I love notebooks. Beautiful, well-made notebooks, of course, with silky paper and a pleasing design. But also cheap dollar notebooks from low-price box stores, the kind with scratchy paper and cheap binding or, worse, spiral bindings. Spiral notebooks both fascinate and repulse me.
I love them all because I love the idea of a notebook.
An empty notebook is enticing possibility. The magic of all the things one could live, learn, dream, design. It is the thought of the intimate essay we get to write for ourselves, what will be a constant work-in-progress, growing alongside the writer.
An empty notebook is an invitation. It is an invitation into conspiracy, where writer and receiving vessel are complicit in the act of rebellion that is writing. In its pages a shared secret unfolds, for they retain the silence of their father trees. They keep their secrets, their only whispers being that of pen on paper.
An empty notebook engages all the senses. There is the feeling of it in one's hands. The crinkle of the stiff pages waiting to be worn in. The imaginings of what it could eventually contain. The woody smell of the unspoilt pages still beating to the rythym of its former forest. It's an elixir I could get drunk off of, were it only able to be distilled. In a way, I do drink it in regardless. How else can I explain the uninhibited dance of pen across page, the inkblots like footprints in the sand? The dance that begins so hesitantly, so delicately, as I'm afraid to sully the pristine pages with the profanity of my penmanship. But, inevitably, I do. Thoughts crystallize as they can only do on a page.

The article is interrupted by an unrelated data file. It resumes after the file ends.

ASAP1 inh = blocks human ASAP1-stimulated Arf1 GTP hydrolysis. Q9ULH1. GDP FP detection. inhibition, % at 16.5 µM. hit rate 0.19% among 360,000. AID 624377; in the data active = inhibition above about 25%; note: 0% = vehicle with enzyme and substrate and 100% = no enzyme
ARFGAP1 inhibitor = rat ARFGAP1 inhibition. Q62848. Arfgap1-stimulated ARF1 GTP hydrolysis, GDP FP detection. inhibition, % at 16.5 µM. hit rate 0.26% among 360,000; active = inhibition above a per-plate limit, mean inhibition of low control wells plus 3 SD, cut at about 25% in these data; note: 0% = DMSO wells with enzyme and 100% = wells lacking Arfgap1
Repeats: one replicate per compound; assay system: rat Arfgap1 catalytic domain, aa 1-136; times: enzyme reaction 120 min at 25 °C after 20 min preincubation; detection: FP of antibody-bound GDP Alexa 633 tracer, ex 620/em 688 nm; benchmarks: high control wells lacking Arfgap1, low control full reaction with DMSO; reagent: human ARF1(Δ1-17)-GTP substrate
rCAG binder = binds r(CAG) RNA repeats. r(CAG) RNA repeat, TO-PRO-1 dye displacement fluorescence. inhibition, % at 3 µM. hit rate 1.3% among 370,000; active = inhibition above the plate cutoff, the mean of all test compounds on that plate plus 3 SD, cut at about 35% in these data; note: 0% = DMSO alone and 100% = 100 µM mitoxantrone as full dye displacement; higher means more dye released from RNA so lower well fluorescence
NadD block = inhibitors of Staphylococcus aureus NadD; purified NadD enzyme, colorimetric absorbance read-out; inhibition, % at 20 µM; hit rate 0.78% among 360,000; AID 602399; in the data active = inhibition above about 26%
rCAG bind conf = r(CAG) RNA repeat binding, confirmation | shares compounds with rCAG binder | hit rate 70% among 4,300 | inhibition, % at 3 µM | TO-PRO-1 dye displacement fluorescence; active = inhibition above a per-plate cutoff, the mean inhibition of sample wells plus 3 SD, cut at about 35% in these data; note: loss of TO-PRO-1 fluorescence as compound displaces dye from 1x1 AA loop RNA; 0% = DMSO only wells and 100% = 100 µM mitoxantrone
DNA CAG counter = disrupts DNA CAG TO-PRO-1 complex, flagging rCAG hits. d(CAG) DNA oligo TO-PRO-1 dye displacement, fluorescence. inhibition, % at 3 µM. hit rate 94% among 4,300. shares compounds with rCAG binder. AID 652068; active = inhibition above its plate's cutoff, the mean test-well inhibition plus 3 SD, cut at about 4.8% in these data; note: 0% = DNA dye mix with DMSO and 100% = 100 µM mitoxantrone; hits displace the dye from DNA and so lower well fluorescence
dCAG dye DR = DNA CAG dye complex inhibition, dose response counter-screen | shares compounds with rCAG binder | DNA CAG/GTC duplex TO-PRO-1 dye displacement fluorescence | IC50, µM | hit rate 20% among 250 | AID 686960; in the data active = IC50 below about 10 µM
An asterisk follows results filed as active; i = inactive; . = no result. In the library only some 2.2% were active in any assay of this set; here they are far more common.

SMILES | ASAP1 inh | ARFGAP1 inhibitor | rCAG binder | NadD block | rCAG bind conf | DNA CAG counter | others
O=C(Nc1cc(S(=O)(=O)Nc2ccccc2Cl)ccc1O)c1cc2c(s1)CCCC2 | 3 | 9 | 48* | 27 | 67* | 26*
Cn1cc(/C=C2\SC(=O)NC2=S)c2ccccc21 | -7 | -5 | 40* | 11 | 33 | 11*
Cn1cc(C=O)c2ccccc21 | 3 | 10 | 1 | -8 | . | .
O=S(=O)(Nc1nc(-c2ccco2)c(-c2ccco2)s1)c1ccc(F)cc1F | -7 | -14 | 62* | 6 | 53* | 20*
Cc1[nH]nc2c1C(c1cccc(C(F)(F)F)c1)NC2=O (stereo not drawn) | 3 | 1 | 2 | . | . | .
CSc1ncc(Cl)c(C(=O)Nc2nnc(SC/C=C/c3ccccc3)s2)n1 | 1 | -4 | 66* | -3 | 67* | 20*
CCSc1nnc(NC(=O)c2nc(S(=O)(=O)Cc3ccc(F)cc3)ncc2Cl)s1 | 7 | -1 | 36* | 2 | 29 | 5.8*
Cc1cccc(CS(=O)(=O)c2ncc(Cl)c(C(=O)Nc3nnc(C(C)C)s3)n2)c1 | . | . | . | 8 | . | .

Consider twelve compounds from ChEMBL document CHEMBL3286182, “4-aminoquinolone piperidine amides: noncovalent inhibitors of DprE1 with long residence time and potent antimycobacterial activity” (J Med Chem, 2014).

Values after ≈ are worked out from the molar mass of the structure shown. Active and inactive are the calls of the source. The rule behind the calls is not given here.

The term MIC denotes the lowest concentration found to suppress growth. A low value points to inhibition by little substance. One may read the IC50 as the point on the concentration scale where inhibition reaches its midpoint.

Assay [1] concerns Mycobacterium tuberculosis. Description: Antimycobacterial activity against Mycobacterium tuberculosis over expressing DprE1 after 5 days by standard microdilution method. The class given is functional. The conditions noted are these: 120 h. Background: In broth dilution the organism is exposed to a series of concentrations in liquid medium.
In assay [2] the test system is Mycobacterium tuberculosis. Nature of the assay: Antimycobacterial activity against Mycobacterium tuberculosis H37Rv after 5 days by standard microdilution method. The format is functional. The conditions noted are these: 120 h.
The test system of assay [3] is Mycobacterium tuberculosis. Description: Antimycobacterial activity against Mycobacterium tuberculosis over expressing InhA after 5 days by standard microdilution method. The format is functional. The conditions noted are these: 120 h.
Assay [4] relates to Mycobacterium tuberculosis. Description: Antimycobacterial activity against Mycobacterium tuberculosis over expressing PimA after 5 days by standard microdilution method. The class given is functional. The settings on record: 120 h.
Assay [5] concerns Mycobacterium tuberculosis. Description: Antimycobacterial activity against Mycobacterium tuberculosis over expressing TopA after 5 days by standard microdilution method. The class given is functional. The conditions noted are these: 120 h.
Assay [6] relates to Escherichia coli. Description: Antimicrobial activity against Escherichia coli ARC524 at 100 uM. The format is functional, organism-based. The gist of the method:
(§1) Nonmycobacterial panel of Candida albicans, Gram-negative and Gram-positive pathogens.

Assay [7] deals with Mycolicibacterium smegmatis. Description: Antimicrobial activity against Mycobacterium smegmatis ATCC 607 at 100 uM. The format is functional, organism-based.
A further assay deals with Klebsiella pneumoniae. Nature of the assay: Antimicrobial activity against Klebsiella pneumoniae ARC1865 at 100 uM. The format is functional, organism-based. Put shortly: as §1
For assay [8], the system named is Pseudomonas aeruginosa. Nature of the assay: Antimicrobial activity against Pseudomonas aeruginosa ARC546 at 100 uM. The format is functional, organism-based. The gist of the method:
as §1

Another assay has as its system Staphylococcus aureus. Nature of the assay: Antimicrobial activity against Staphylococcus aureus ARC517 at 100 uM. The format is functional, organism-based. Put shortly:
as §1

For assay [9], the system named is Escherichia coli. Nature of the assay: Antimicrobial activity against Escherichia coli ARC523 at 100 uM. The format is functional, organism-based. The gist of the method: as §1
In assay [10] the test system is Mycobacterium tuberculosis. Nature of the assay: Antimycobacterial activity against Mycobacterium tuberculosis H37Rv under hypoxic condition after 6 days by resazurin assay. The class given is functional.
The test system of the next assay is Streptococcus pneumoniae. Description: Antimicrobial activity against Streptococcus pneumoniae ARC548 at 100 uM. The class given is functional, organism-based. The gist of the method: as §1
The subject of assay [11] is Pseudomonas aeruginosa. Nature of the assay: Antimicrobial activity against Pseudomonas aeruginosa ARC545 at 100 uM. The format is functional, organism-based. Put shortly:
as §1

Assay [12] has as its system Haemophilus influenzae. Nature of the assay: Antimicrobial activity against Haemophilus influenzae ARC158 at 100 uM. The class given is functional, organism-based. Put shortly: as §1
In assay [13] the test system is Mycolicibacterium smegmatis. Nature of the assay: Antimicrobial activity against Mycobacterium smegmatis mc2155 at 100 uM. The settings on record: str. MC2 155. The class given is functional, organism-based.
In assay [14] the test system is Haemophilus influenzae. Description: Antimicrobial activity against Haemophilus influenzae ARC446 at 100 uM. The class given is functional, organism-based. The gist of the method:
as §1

The notebook is the medium, the sacrifice, the kindling that so patiently sacrifices itself in the search for something greater than the writer. The notebook can never again be perfect once it is used, filled as it is with earnest attempts at enlightenment crammed around yesterday's shopping list. The pages, clear like a polished mirror, reflect our own imperfections.
The only thing I love as much as an empty notebook is a freshly filled notebook. There is a different kind of beauty to it, but a beauty nonetheless. Everything in between is messy anxiety and stuttering insight.
I am learning to mistrust parts of myself. For example, a knee-jerk reaction of understanding. I get that sometimes when I hear or read something. It clicks and it makes so much sense! So I stop thinking about it and move on to something else.
Yet later I try and explain it and struggle to put it into words. To my chagrin, this happened to me the other day when I tried to explain to a friend a book I recently read. After a couple minutes of struggling with words, I sort of circumscribed the meaning of the book. He got the idea of what I was talking about- maybe. Maybe he just wanted me to shut up about it already. But it got me thinking- did I really understand the book before I had to explain it?
...sees much and knows much